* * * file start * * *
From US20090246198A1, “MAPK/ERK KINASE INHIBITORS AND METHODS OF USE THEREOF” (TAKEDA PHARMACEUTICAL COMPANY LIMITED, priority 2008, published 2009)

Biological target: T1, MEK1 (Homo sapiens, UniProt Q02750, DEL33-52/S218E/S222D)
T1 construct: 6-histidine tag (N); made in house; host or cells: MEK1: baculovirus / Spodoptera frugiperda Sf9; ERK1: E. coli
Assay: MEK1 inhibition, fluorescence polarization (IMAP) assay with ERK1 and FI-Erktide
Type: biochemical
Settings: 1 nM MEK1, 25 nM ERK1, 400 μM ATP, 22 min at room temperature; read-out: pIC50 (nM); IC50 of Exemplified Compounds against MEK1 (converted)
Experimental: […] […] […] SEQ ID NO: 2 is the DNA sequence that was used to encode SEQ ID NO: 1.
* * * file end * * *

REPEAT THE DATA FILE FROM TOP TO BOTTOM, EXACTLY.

From US20090246198A1, “MAPK/ERK KINASE INHIBITORS AND METHODS OF USE THEREOF” (TAKEDA PHARMACEUTICAL COMPANY LIMITED, priority 2008, published 2009)

Biological target: T1, MEK1 (Homo sapiens, UniProt Q02750, DEL33-52/S218E/S222D)
T1 construct: 6-histidine tag (N); made in house; host or cells: MEK1: baculovirus / Spodoptera frugiperda Sf9; ERK1: E. coli
Assay: MEK1 inhibition, fluorescence polarization (IMAP) assay with ERK1 and FI-Erktide
Type: biochemical
Settings: 1 nM MEK1, 25 nM ERK1, 400 μM ATP, 22 min at room temperature; read-out: pIC50 (nM); IC50 of Exemplified Compounds against MEK1 (converted)
Experimental: […] […] […] SEQ ID NO: 2 is the DNA sequence that was used to encode SEQ ID NO: 1.